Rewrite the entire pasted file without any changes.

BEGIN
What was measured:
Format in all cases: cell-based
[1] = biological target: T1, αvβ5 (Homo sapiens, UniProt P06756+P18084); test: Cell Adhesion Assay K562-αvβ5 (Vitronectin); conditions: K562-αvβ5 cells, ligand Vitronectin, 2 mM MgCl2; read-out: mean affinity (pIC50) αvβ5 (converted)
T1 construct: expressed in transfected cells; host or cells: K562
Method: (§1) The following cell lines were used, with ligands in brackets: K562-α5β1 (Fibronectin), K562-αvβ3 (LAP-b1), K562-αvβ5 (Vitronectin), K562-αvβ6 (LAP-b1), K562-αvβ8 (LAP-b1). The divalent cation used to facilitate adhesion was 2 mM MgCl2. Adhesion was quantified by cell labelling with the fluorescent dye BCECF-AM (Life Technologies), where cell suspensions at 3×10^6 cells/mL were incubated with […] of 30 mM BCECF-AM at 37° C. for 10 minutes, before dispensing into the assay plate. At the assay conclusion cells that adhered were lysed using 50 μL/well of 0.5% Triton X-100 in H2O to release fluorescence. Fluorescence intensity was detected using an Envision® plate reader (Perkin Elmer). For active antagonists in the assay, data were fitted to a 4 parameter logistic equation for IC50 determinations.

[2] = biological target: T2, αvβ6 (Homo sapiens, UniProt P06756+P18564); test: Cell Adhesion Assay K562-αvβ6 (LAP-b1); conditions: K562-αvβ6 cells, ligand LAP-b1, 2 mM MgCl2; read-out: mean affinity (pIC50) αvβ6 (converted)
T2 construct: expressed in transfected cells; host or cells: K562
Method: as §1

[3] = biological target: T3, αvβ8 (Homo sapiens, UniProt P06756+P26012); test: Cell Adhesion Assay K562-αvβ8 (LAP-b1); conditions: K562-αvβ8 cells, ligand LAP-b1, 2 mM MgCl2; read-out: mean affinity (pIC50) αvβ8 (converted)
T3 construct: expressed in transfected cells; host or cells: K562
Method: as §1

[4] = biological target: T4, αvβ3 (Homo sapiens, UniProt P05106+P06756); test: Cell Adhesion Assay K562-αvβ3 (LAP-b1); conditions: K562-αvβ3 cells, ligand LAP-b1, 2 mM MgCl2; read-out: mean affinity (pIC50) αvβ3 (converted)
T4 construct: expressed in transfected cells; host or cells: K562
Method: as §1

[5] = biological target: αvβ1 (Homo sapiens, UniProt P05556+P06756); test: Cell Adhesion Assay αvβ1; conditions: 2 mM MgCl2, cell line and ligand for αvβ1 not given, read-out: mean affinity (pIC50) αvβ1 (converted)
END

What was measured:
Format in all cases: cell-based
[1] = biological target: T1, αvβ5 (Homo sapiens, UniProt P06756+P18084); test: Cell Adhesion Assay K562-αvβ5 (Vitronectin); conditions: K562-αvβ5 cells, ligand Vitronectin, 2 mM MgCl2; read-out: mean affinity (pIC50) αvβ5 (converted)
T1 construct: expressed in transfected cells; host or cells: K562
Method: (§1) The following cell lines were used, with ligands in brackets: K562-α5β1 (Fibronectin), K562-αvβ3 (LAP-b1), K562-αvβ5 (Vitronectin), K562-αvβ6 (LAP-b1), K562-αvβ8 (LAP-b1). The divalent cation used to facilitate adhesion was 2 mM MgCl2. Adhesion was quantified by cell labelling with the fluorescent dye BCECF-AM (Life Technologies), where cell suspensions at 3×10^6 cells/mL were incubated with […] of 30 mM BCECF-AM at 37° C. for 10 minutes, before dispensing into the assay plate. At the assay conclusion cells that adhered were lysed using 50 μL/well of 0.5% Triton X-100 in H2O to release fluorescence. Fluorescence intensity was detected using an Envision® plate reader (Perkin Elmer). For active antagonists in the assay, data were fitted to a 4 parameter logistic equation for IC50 determinations.

[2] = biological target: T2, αvβ6 (Homo sapiens, UniProt P06756+P18564); test: Cell Adhesion Assay K562-αvβ6 (LAP-b1); conditions: K562-αvβ6 cells, ligand LAP-b1, 2 mM MgCl2; read-out: mean affinity (pIC50) αvβ6 (converted)
T2 construct: expressed in transfected cells; host or cells: K562
Method: as §1

[3] = biological target: T3, αvβ8 (Homo sapiens, UniProt P06756+P26012); test: Cell Adhesion Assay K562-αvβ8 (LAP-b1); conditions: K562-αvβ8 cells, ligand LAP-b1, 2 mM MgCl2; read-out: mean affinity (pIC50) αvβ8 (converted)
T3 construct: expressed in transfected cells; host or cells: K562
Method: as §1

[4] = biological target: T4, αvβ3 (Homo sapiens, UniProt P05106+P06756); test: Cell Adhesion Assay K562-αvβ3 (LAP-b1); conditions: K562-αvβ3 cells, ligand LAP-b1, 2 mM MgCl2; read-out: mean affinity (pIC50) αvβ3 (converted)
T4 construct: expressed in transfected cells; host or cells: K562
Method: as §1

[5] = biological target: αvβ1 (Homo sapiens, UniProt P05556+P06756); test: Cell Adhesion Assay αvβ1; conditions: 2 mM MgCl2, cell line and ligand for αvβ1 not given, read-out: mean affinity (pIC50) αvβ1 (converted)